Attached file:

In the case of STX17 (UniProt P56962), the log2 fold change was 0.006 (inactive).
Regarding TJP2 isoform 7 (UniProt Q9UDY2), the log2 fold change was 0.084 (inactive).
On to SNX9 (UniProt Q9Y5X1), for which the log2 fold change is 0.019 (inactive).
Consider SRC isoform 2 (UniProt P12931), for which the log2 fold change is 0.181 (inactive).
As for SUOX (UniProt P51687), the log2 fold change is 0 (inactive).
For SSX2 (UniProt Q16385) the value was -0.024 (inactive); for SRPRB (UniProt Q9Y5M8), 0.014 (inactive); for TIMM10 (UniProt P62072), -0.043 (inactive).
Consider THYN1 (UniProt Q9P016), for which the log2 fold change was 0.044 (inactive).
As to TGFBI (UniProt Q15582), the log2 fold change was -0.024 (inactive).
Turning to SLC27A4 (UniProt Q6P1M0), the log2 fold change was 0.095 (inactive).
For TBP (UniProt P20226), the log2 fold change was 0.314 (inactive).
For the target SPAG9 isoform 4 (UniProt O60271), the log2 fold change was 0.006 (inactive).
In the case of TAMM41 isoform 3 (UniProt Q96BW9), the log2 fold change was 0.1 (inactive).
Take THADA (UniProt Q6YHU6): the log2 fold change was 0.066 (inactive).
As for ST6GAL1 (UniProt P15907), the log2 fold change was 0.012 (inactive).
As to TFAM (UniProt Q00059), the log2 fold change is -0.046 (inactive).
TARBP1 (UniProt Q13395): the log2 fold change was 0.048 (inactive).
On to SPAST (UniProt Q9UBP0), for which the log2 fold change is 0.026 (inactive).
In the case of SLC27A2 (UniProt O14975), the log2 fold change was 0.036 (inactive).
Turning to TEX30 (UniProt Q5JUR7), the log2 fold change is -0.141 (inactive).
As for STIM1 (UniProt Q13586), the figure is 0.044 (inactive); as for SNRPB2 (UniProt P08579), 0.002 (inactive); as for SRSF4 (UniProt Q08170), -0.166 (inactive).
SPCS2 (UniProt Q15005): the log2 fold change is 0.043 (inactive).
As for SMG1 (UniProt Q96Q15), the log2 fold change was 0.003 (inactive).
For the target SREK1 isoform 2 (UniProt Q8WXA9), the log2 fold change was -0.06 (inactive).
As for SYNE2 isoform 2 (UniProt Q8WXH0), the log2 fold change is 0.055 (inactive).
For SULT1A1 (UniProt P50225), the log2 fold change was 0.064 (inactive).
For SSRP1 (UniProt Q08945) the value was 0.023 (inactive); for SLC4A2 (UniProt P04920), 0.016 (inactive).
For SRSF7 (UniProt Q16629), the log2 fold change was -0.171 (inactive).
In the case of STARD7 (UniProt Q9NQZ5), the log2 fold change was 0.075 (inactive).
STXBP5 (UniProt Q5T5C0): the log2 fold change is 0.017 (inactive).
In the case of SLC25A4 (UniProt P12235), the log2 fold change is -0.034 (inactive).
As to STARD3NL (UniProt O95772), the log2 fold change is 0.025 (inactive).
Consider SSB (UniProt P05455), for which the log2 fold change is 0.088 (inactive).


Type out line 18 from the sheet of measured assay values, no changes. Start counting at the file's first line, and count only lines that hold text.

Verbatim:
In the case of SLC27A2 (UniProt O14975), the log2 fold change was 0.036 (inactive).